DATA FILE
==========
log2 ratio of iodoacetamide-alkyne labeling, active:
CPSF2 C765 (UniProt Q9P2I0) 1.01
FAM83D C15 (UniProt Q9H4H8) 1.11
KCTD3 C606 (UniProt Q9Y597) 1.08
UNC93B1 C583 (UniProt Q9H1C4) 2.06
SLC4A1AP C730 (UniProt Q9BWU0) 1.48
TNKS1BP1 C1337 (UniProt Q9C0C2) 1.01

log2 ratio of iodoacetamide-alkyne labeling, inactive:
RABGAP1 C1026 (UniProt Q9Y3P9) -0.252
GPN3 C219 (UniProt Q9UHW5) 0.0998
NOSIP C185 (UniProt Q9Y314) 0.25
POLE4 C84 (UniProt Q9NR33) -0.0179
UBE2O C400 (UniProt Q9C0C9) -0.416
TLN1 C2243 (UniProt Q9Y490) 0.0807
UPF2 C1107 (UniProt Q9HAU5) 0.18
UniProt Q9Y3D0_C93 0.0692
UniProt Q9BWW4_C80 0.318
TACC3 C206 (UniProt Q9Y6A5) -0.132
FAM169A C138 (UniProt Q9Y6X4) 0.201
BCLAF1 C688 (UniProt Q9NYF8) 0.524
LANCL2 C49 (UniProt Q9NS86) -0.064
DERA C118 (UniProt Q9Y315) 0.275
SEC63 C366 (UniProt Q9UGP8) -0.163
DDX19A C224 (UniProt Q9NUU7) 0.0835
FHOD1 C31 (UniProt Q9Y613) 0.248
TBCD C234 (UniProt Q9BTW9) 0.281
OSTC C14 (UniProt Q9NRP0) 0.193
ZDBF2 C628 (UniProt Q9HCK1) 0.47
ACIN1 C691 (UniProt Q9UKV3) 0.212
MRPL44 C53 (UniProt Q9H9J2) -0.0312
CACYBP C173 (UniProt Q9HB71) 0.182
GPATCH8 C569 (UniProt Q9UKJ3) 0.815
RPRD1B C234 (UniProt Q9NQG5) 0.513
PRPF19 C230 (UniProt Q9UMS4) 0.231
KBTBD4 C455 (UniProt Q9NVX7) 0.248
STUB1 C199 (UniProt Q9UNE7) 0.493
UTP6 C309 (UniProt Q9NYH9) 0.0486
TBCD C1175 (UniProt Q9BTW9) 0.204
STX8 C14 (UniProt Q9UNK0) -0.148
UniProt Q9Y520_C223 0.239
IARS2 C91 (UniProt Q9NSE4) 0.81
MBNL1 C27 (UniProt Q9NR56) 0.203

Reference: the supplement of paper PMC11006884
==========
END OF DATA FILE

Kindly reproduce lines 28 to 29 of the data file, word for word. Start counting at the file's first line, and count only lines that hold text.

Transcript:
ZDBF2 C628 (UniProt Q9HCK1) 0.47
ACIN1 C691 (UniProt Q9UKV3) 0.212